$653 Mln To Improve 41 US Ports To Strengthen Supply Chains
41 U.S. ports will be improved under the Port Infrastructure Development Program (PIDP) to strengthen the nation’s supply chains.
The U.S. Department of Transportation’s Maritime Administration (MARAD) announced $653 million funding to help grow capacity and increase efficiency at coastal seaports, Great Lakes ports, and inland river ports.
A significant portion of domestic and international U.S. commerce moves by water. The port improvement projects will strengthen supply chain reliability, create workforce development opportunities, speed up the movement of goods, and improve the safety, reliability and resilience of ports, the Department of Transportation said in a statement. These investments are part of the largest dedicated funding for ports and waterways in U.S. history, which is released through the Bipartisan Infrastructure Law.
“Everything from the food we eat to the cars we drive to the lumber and steel used to build our homes passes through America’s ports, making them some of the most critical links in our nation’s supply chain,” said U.S. Secretary of Transportation Pete Buttigieg. “These investments will help expand capacity and speed up the movement of goods through our ports, contributing to cleaner air and more good-paying jobs as we go.”
At the height of the pandemic, more than a hundred ships were waiting to dock at West Coast ports, leading to inflationary prices. Now, the number of container ships waiting for berths at U.S. ports have decreased by more than a 90 percent. Global container shipping costs are down by more than 80 percent from their peak in 2021, according to the DOT.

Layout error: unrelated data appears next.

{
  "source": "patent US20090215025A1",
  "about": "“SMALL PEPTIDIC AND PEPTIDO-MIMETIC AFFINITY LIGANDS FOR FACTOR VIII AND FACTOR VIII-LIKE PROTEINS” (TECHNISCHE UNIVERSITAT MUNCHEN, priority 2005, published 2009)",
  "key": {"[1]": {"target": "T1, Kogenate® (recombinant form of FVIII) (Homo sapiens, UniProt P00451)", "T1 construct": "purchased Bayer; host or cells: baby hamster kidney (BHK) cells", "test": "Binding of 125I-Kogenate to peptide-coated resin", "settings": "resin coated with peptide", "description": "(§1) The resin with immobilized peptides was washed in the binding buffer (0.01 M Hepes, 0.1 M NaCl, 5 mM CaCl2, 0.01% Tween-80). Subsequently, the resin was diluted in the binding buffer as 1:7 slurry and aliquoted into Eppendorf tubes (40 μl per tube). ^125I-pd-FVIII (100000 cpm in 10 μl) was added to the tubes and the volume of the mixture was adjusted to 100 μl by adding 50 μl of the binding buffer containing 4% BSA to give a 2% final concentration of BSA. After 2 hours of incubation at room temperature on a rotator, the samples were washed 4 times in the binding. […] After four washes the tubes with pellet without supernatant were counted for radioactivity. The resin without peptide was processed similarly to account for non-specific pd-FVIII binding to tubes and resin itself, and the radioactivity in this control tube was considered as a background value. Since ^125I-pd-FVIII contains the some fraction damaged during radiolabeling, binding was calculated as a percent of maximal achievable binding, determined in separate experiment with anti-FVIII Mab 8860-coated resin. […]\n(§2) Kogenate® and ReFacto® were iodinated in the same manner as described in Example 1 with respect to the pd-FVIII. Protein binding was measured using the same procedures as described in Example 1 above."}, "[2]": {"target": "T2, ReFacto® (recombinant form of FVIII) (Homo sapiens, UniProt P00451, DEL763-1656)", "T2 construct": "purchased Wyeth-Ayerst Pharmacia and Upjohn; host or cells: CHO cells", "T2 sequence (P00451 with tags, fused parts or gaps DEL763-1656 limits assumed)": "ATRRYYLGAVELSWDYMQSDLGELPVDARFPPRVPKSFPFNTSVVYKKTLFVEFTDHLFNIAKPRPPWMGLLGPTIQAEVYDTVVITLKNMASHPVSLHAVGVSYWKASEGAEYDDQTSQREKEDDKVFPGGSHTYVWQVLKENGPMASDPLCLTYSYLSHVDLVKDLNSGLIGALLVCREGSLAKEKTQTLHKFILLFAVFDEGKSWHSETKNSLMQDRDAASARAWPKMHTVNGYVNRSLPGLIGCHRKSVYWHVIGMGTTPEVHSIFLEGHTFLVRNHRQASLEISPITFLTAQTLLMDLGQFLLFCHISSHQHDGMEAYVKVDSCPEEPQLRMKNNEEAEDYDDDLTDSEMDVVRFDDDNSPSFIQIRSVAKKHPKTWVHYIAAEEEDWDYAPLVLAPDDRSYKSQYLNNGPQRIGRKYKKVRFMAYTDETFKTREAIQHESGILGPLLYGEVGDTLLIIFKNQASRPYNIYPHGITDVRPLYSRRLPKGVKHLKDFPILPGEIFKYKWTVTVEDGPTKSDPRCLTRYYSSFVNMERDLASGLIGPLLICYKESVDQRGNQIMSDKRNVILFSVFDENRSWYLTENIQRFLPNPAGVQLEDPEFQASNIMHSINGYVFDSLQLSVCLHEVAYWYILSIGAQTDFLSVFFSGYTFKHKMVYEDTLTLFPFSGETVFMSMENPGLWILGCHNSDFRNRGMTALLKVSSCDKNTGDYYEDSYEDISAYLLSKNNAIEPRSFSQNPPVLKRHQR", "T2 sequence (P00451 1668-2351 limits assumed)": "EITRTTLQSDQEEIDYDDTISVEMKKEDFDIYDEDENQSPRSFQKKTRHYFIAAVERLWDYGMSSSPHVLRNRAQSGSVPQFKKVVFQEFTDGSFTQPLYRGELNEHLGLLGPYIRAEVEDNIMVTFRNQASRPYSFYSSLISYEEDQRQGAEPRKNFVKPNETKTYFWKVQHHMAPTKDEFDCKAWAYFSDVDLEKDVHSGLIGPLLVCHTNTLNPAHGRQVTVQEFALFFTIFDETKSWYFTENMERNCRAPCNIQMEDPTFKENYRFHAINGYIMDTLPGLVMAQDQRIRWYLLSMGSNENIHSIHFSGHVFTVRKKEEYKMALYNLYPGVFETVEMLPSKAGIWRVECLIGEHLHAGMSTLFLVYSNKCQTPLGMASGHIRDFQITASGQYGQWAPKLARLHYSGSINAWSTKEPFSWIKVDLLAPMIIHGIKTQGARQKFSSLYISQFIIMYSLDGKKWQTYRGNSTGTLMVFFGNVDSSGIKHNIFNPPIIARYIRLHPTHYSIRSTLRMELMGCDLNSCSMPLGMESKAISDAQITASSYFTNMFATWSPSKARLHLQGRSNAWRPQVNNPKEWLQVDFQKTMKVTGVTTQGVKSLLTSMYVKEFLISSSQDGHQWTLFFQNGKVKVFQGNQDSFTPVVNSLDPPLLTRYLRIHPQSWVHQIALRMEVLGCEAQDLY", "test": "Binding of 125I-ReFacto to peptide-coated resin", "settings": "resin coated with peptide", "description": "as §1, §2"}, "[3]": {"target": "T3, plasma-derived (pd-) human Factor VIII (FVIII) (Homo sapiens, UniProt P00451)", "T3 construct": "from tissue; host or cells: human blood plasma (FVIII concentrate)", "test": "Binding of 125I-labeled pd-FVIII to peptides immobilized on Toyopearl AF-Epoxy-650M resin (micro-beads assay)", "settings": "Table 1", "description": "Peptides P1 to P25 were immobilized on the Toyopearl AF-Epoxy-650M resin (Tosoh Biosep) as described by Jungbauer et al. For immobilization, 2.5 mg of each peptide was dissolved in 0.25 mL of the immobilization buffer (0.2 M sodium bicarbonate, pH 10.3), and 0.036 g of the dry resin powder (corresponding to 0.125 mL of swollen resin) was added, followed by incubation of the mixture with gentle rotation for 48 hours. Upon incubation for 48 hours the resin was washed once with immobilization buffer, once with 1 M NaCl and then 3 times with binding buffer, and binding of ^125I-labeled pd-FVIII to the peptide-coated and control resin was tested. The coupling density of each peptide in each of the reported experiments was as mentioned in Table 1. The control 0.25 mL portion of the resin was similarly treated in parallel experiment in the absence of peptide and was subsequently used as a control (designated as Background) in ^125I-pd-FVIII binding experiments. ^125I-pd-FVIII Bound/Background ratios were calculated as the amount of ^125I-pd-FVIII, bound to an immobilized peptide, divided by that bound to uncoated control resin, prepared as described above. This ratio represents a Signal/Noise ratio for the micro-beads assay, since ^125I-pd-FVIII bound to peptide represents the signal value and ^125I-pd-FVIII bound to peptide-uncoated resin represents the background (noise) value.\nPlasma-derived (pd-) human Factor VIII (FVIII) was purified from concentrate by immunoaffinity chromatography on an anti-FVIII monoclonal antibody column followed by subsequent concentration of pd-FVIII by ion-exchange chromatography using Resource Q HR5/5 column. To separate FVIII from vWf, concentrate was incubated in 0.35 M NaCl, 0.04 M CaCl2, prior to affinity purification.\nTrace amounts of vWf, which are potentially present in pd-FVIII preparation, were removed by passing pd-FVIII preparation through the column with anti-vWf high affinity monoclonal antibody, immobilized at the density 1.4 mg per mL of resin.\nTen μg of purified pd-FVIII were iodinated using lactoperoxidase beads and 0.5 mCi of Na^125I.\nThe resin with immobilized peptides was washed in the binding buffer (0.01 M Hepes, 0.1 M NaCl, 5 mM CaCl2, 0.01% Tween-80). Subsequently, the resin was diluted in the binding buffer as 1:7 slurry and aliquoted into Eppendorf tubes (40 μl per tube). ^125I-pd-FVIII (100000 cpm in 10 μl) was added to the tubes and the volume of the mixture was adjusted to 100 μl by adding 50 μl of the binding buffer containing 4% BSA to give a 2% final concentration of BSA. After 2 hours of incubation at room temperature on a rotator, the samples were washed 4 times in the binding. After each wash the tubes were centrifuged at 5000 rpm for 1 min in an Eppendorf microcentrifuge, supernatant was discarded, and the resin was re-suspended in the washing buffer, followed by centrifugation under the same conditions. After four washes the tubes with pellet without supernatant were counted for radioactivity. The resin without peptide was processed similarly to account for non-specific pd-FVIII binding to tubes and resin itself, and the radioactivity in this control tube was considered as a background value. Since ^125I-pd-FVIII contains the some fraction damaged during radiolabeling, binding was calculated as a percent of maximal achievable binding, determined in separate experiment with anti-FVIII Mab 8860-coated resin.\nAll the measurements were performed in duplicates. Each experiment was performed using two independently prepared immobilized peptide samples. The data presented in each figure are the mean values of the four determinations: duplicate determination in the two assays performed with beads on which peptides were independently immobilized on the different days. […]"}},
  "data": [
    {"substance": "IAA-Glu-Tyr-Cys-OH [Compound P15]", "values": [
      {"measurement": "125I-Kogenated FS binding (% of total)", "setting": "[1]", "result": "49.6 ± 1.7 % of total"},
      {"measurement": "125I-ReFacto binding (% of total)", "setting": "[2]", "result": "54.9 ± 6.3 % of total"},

Projects selected for grants include Dock Infrastructure Replacement, Cold Bay, Alaska; North Harbor Transportation System Improvement Project, Long Beach, California; Reconstruction of Berth PN-308 at Port Newark, Newark, New Jersey; Ko’Kwel Wharf Improvements Project, North Bend, Oregon; Port of Ogdensburg Terminal Expansion Project, Ogdensburg, New York; Wabasha Barge Terminal Project, Wabasha, Minnesota; North Gate Relocation and Access Optimization, Wilmington, North Carolina; Port of Tacoma Husky Terminal Expansion Port One, Tacoma, Washington; Velasco Terminal Sustainable Expansion Project, Freeport, Texas; Agricultural Maritime Export Facility – Phase 2, Milwaukee, Wisconsin; Port of Blencoe Infrastructure Development Project, Blencoe, Iowa; and River Valley Slackwater Harbor Project, Fort Smith, Arkansas.
Source: Read Full Article